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One City, One Book at NHLA

Readers in communities throughout the country have been brought together through "One City, One Book" projects since the first of these projects was launched in Seattle in 1998. Several New Hampshire libraries have developed "one book" programs in their communities and these will be the focus of a panel discussion, sponsored by the NH Center for the Book, to be held at the Fall 2005 Conference of the New Hampshire Library Association . The discussion will focus on how these programs have worked in the Granite State and what you should consider when planning a similar program for your community. The panel will be moderated by Mary Russell, Director of the NH Center for the Book, and will include:

Robbin Bailey, Reference Librarian, Concord Public Library

Elizabeth Levy, Director, Hopkinton Town Library

Kristin Cooper Rainey, Director, Madbury Public Library

David Scannell, ADA Coordinator/Community Relations Coordinator, Manchester School District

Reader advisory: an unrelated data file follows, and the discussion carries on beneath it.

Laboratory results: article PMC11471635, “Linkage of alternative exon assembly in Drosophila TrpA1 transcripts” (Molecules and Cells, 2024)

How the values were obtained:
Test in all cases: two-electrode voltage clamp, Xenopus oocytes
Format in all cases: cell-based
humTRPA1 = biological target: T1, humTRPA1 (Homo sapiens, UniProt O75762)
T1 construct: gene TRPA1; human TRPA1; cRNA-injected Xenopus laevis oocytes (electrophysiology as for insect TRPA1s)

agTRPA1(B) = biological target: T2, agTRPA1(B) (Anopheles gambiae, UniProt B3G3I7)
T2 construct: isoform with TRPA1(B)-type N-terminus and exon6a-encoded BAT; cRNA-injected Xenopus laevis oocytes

The Center for the Book in the Library of Congress maintains a state-by-state listing of past and current "one book" projects, including a listing sorted by author.

The original "One City, One Book" project was "If All of Seattle Read the Same Book" organized by the Washington Center for the Book at The Seattle Public Library. It was the idea of Nancy Pearl and continues annually as Seattle Reads.

The American Library Association's Public Programs Office has made the One Book, One Community planning guide available for free in pdf format. They also sell an electronic resource kit through the ALA store.

"Reading The Grapes of Wrath" was coordinated by the California Council for the Humanities, and was the first state-wide "One Book" project.

Publisher's web sites may also provide helpful "One Book" resources. For example, Harper Collins has put together a community reading program resource guide.


Van Dyke, Debby. "Building A Community of Readers: A One Book Program." Library Media Connection, February 2005, p. 20-22.

Rosen, Judith. "Many Cities, Many Picks." Publishers Weekly, March 10, 2003, p. 19-23.

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